6. The first time I pierced my right ear was on stage at the Colonial Theatre in Boston for my graduation from City Year because it was really boring on stage. I did it with a rolled metal ring which would have looked like a silver joint if it were stretched out. The ring belonged to some girl names Rachel who I was dating but not seriously.

7. Another thing that runs in my father's side of the family is tiny pinholes at the top of the ear, where the ear meets the skull behind the temple. These aren't dimples, but real holes, useless and occasionally leaking something clear and odd. You can stick a stud earring all the way in and gross people out pretending you pierced your skull.

8. I figure I lost about 15% of my hearing being the lightning guy at the Boston Museum of Science for three years. It was worth it.

9. When my daughter was born, I looked to see if she had little tiny holes at the place where the top of her ear meets her skull just behind the temple, like my sister, my brother, and my father before us. She didn't.

10. When the light hits my ears just right the baby likes to pull at the tiny silver dots I wear in the three holes in my left ear.

11. When the baby sleeps we watch TV with the captions turned on. Sometimes the people who write the captions mess up, especially when it's live and they're trying to keep up. Sometimes commercials aren't captioned but run behind the last residual textphrase of the previous program, or are captioned poorly and spew character-heavy gibberish. It's funny but we can't laugh or we'll wake the baby.

12. My right ear is blocked up again, all the way down towards my sinuses. It has been for days. I think it's my my eustacian tubes.

posted by boyhowdy | 10:36 PM | 0 comments


Recommended Blogreading

Darcie's been on duty all weekend, so I've spent most of the time I usually devote to this space with a tiny person clinging to my fingers; apologies if the blogging's been consequently a bit thin, but I was afraid to start anything substantive while looking after baby. If you want proof I've been alive, see Alex Halavais' blog, where I've been commenting heavily on a few threads about blogging as a phenomenon of social development, along with Alex' School of Informatics colleague Barbara, a blogger herself. While I was at it I also dropped an overnight comment on meme-fulfillment at one girl's life. Check out the barbie skin; it's my favorite.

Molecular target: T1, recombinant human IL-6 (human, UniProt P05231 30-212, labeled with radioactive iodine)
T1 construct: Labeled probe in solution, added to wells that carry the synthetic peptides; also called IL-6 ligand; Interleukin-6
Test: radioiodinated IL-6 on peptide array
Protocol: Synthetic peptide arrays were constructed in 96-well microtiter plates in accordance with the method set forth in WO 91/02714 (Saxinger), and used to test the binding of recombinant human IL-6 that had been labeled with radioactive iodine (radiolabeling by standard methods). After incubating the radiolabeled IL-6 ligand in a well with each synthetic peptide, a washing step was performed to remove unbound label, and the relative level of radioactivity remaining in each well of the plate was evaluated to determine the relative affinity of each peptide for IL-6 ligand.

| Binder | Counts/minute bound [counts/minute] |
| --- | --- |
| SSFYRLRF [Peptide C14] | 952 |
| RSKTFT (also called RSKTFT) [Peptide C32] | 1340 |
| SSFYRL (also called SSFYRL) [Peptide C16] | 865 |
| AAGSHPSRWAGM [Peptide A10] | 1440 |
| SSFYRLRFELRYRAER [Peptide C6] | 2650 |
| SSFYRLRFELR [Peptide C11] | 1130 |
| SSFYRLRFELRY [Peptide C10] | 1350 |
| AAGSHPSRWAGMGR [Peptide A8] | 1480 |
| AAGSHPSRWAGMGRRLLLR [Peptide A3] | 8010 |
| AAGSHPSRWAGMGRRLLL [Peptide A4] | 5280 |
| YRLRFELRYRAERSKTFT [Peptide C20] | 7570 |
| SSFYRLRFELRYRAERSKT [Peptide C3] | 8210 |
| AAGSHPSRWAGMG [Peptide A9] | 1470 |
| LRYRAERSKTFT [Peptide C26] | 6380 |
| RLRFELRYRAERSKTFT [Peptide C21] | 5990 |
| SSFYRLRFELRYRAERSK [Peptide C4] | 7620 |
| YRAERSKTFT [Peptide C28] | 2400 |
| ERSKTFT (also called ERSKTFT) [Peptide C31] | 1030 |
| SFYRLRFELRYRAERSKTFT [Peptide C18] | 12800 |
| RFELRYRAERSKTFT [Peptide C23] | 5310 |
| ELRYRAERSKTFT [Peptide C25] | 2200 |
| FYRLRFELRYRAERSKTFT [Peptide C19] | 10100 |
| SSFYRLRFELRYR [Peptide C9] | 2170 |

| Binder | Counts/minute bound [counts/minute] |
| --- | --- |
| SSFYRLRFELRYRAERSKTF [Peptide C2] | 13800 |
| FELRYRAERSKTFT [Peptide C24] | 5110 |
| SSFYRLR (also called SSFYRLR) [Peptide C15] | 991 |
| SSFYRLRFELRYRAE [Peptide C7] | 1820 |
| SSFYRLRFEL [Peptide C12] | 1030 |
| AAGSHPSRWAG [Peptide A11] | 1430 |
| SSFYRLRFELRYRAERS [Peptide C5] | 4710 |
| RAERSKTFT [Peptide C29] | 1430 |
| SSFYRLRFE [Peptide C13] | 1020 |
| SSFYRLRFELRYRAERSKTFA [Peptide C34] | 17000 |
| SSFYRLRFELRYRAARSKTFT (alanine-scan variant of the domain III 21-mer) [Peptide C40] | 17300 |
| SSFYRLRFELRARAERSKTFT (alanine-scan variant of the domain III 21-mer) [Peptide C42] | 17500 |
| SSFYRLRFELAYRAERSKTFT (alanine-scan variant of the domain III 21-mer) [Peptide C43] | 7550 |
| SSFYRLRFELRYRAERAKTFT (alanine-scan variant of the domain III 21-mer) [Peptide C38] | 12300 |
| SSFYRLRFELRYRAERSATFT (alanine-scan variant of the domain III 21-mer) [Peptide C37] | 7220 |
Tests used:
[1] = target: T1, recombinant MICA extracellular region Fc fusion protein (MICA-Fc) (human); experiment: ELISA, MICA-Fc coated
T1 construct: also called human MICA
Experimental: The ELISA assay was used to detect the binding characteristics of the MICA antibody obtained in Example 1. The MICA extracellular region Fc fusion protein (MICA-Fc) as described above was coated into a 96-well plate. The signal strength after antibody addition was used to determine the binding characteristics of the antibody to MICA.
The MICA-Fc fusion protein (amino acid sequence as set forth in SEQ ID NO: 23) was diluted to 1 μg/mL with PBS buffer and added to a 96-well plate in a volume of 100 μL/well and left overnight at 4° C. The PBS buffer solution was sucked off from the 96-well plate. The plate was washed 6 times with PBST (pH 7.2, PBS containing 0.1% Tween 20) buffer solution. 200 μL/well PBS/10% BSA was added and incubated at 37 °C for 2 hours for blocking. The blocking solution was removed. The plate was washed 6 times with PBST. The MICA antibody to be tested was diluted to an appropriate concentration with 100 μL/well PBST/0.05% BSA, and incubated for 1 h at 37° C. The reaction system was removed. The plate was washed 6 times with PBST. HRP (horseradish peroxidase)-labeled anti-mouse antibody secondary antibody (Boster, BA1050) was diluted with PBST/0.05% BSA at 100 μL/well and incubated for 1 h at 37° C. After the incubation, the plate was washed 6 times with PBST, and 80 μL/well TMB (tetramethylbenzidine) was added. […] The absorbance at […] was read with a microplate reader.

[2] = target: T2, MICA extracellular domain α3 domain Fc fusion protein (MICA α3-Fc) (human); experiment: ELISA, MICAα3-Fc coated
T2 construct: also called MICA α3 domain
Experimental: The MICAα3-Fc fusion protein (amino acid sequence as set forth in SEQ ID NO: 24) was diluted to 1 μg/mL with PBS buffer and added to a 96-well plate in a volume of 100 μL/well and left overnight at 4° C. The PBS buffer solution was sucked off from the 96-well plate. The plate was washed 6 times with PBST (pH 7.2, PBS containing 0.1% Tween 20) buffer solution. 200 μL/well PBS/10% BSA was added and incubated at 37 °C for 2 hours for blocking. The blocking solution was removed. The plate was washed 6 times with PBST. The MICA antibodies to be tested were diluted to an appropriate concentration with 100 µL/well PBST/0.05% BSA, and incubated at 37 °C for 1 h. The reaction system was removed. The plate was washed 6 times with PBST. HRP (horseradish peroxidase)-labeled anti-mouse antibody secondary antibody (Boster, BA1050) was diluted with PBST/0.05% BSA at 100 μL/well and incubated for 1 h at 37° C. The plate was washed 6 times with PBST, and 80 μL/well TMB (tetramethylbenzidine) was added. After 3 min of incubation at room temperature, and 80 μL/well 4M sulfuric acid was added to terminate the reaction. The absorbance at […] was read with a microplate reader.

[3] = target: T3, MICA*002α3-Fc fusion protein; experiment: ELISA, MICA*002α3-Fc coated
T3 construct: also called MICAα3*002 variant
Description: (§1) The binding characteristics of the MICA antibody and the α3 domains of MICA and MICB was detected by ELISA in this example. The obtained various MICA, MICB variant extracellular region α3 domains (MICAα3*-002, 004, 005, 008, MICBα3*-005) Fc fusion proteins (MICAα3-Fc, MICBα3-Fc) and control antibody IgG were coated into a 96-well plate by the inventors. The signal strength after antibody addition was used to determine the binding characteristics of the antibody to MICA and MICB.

Oh, and speaking of memes, while you're browsing tonight, don't forget to plan for your Monday Mosh -- leave a comment below if you decide to go for it!

posted by boyhowdy | 8:47 PM | 0 comments

Saturday, May 17, 2003

Pleas and Thank You

Colin and Bram have started a message board to explore web-based asynchronous communication; visits and participation from some of the wise and verbose visitors who frequent THIS space would be appreciated, as time for this project is relatively short.

In the same vein, thanks to those who have already visited Blogistics, especially Alex, whose professional expertise lends credence both to the assignment under which Blogistics is being produced and to the very fabric of the idea of blog-as-learning-space.

And while we're on the subject, thanks and kudos go out to Alex as well for giving away his hard-earned blogshares because "if the web is a gift economy, then a potlatch seemed in order" -- thus setting a high standard for bloggers to give each other more than just links and winks and, more generally, gently nudging the web evermore towards the communal.

posted by boyhowdy | 8:44 PM | 0 comments


The New Gender Gap: Second Thoughts About The Second Sex?